First, the good news: According to new data published by the Centers for Disease Control’s National Center for Health Statistics, 99.4 percent of teenage women use some form of contraception during sex, up two percent from 2002. Earlier this year, the organization reported that the teen birth rate in the United States hit a historic low, with only 24 births per 1,000 women. In addition, today’s teens are having less sex altogether versus previous generations; about 40 percent have reported having sex “at least” once. Back in the 1980s, these figures were between 50 and 60 percent.

Now, the bad news: While stats are improving, the U.S. pregnancy rate is still higher than most other developed countries. The reason could be attributed to the fact that, besides condoms, the pullout method is reported to be the second most popular form of contraception practiced by today’s young people. Sixty percent of teenage boys think they have the stamina and experience to retract just before they climax. Yeah…right. What’s worse, young women trust these guys.

Thankfully, condoms had been used by 97 percent of the CDC’s survery sample; oral contraceptive pills followed closely behind in third place, at 56 percent.

According to the Guttmacher Institute, even with “perfect use,” four percent of couples who pull out will become pregnant within a year. Note that this figure reflects perfect use, which is obviously rare. More realistic estimates reveal that “typical use” will result in a 20 percent pregnancy rate within the year.

Similarly, stats published by Planned Parenthood determined that 27 of 100 women who use the pullout method get pregnant every year. Besides the fact that the pullout method completely neglects the spread of sexually transmitted infections, millennials are being labeled “The Pullout Generation.“ Research conducted by Duke University reported that nearly one in three women between 15 and 24 has used the pullout method as her primary form of birth control.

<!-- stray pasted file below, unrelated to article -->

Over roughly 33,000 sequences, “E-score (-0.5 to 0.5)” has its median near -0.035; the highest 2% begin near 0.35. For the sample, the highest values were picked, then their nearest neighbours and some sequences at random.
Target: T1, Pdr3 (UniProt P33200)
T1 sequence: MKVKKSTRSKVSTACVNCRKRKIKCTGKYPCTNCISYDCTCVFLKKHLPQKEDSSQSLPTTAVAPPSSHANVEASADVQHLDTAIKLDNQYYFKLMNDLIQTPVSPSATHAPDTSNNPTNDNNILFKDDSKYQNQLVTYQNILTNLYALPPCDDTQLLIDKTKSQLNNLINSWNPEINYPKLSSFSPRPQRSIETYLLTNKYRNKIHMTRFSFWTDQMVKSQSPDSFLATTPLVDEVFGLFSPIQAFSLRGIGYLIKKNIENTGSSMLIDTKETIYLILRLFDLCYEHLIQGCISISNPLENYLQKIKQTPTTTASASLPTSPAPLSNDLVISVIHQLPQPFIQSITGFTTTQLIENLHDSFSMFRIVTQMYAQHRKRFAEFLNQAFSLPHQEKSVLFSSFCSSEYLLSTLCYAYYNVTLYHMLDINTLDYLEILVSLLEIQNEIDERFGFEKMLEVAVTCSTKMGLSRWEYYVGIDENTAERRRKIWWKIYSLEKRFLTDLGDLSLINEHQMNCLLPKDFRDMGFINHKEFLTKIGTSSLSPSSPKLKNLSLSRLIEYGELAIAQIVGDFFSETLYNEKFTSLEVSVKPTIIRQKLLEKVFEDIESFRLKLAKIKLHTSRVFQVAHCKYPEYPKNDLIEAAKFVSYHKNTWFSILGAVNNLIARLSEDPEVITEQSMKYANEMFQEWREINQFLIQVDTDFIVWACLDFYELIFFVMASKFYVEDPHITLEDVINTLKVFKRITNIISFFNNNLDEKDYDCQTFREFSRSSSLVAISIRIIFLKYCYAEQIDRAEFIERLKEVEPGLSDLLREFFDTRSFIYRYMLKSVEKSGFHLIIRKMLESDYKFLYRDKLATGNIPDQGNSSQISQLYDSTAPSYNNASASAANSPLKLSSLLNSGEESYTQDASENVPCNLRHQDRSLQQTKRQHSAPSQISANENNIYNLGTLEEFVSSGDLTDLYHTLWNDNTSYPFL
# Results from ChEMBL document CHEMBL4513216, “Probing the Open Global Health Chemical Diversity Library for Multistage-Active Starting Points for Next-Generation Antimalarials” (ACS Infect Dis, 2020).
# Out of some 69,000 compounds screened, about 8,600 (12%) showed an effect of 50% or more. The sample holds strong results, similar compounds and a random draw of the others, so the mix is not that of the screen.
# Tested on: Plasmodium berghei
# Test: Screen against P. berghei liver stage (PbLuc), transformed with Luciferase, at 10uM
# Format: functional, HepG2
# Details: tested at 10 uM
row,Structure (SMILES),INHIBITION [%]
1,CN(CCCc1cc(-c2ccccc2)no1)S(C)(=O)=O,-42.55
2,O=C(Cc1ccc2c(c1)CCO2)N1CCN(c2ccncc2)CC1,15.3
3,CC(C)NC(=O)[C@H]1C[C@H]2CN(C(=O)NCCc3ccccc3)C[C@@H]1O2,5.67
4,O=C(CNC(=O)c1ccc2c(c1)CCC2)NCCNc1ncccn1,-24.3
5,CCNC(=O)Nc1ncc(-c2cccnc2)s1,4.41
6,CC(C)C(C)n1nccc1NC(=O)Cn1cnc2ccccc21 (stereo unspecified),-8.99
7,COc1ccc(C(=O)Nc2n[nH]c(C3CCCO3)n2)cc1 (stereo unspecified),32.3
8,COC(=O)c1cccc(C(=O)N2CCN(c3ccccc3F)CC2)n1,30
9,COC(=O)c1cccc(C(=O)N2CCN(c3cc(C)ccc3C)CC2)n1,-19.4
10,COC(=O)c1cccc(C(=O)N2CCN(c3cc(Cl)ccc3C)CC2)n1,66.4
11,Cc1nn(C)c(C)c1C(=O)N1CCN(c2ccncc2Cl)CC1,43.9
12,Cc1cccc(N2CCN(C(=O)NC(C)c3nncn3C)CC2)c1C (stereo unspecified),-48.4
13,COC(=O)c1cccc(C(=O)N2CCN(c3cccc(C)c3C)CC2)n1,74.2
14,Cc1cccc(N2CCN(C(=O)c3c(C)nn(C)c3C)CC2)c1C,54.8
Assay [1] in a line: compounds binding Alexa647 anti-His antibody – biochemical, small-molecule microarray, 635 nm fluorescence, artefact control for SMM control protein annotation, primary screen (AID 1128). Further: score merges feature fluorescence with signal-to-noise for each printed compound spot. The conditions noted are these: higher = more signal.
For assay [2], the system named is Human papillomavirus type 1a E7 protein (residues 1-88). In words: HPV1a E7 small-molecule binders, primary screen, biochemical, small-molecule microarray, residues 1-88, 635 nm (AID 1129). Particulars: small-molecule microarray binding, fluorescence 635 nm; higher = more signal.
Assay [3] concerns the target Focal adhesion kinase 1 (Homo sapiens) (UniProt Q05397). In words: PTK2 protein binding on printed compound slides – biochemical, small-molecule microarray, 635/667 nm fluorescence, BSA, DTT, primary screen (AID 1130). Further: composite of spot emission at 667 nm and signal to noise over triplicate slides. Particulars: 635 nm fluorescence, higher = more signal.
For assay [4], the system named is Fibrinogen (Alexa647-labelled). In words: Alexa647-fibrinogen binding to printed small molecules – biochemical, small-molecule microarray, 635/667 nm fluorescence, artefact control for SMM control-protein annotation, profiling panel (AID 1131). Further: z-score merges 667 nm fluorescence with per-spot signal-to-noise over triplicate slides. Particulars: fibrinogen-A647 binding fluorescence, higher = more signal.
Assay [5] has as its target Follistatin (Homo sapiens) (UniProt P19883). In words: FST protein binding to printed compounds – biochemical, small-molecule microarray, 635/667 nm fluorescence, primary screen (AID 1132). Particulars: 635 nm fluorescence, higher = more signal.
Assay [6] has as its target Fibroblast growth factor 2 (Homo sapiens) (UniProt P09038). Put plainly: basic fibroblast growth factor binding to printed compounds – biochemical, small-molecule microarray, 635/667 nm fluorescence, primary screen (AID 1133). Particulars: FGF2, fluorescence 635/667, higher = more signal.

Not to mention, live sperm can be found in pre-ejaculate, and no man, no matter how skilled, knows when he’s leaking seminal fluid. A study published in 2011 found that live swimmers in a third of men’s pre-cum samples, meaning even if you do successfully pull out, fertilization is still possibile.

As Planned Parenthood points out, withdrawl isn’t as effective as other types of birth control—but it is better than nothing. Most important, they note that pulling out is a method that can be easily combined with other methods to give extra "pregnancy preventing power.” Its recommendation? Using withdrawal and condoms together. However, if you use withdrawal with birth control, keep the morning-after pill around in case semen gets “in or near” the vagina. Yes, sex can be a lot of work, guys, but taking a shortcut is never worth it.